Then my second child came. I was slightly more relaxed in my dignity. If my blanket slipped while nursing, it didn’t mark the end of the world. If her binky fell on the floor, thirty seconds under luke warm water seemed sufficient for disinfection. Checking the diaper became a job for my nose instead of my eyes.

The public humiliation seemed to come more frequently with the new addition to the family. My first child, perhaps in an attempt for attention, thought it was her duty to take off her diaper and streak through the isles at large, crowded, stores. When I had my bits of dignity left, it was very hard for me to hunt down an employee and say, “Um, there’s been a spill in isle four.” “What kind of spill,” they would inevitably ask. “Urine,” I would mumble before leaving as quickly as possible.

Then my third child came and I came to the realization that certain behaviors of practice previously attempted now seemed unrealistic. Using a blanket to nurse seemed impractical because by the time the baby was done, we were both sweating. If the binky fell on the floor, my own mouth provided just the right amount of disinfection. After all, I rarely had access to a faucet of running water. Was she poopy? A finger directly into the side of the diaper could find out quickly. Did that make you gag? Not me. In fact, I rarely gagged at all these days. Not even when my fourth child spit up directly on to my face, causing momentary blindness.

Public humiliation seemed to happen less these days as well. Oh wait…no…it happened more, I had just become less humiliated. Did it bother me when I walked through the isles at a grocery store with no children, but a large chocolate drool stain down the front of my shirt? No, because if I had put on a new shirt before I left, it would have been dirty by the end of the day too, and that would have just equaled more laundry.

Have I made proper reference to all bodily functions yet? Just making sure, a person lacking dignity would include every last one.

I finally went to the sink and rinsed off the booger. After drying my hands on a towel, I rubbed my finger across my now clean hand. It felt soft, as if I had applied an expensive mask to my skin, the kind they sold for a lot of money in the department stores. Who needed expensive masks when they had kids? And who needed dignity? Not me. I had so much more.


I would love to hear about the  moment you realized you lost your dignity.  Tell me.  If you're hesitant to do so than you must still have at least a little left.  This would also be a proper forum to tell me how much you love me.  You are not, however, allowed to criticize me on my blog. (refer to number 7 above, in my 'top ten' list)  Don't worry, I get enough of that every day in the form of rejection letters.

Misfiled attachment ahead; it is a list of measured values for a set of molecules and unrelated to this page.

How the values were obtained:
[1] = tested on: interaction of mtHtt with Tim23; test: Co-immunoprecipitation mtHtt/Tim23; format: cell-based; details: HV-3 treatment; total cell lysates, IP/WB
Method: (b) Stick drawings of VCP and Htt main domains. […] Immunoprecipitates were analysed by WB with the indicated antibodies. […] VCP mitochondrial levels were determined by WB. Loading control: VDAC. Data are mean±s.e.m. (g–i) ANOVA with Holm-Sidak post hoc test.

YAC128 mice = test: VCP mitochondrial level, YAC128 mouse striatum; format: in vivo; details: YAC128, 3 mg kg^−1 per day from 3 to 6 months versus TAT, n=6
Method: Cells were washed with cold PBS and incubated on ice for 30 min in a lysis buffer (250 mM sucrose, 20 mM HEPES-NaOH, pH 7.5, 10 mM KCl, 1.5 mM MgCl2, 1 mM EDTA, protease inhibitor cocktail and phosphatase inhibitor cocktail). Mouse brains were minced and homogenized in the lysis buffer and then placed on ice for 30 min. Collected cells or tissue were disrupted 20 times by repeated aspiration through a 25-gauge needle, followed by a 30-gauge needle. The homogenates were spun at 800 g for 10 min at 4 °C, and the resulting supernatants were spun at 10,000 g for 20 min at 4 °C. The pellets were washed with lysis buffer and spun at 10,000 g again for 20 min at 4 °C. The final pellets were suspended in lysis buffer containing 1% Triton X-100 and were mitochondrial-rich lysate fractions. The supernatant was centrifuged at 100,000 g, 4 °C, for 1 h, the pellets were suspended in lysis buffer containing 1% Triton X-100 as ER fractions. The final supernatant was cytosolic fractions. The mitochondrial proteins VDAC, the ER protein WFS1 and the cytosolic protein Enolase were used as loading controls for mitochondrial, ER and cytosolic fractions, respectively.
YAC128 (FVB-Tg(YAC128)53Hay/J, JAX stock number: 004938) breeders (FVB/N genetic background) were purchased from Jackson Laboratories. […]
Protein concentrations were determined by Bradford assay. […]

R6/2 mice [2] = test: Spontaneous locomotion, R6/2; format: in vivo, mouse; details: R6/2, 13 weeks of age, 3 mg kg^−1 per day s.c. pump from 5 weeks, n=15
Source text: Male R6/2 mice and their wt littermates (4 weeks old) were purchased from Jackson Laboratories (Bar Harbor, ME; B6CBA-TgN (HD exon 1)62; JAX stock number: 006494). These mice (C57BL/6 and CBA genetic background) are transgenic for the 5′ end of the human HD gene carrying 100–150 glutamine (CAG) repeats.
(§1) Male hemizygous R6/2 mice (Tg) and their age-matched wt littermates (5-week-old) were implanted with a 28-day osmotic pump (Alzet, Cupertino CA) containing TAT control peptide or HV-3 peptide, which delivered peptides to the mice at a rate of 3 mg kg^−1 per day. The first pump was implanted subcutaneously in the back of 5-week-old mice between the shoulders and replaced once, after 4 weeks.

You've got to have friends!!

It is my experience and recommendation that, when attempting to write a novel, you have in your arsenal, at least one other person who is also a writer.  This person will understand you, like no other, on those days when you feel like the silliest person on earth for not only making up, but writing down, a make believe story that you expect others to read.  They will help you to realize that hearing voices in your head doesn't necessarily mean you're crazy.  (note the word 'necessarily')  They will talk you out of those moments when you want to throw your computer out the window and at the neighbor's dog, who won't stop barking, just so you can prove that your computer can accomplish something useful for a change.  So, Candi, my computer and I thank you for your undying support of my obsession.  You have not only been an inspiration, but an excellent motivator.    

Quote of the week

Either write things worth reading or do things worth writing.

--Benjamin Franklin

I don't know that I do either, but this will be my motto for the week because sometimes I need to remember to come out from behind my computer and live a little. (So that I'll have things to write about later, of course)  I thought I'd show a little proof, in the form of a slide show (seen above) that every once in a while I see the sun. As evidenced by my extremely white legs, however, I'm sure you'll easily draw the conclusion that it isn't very often.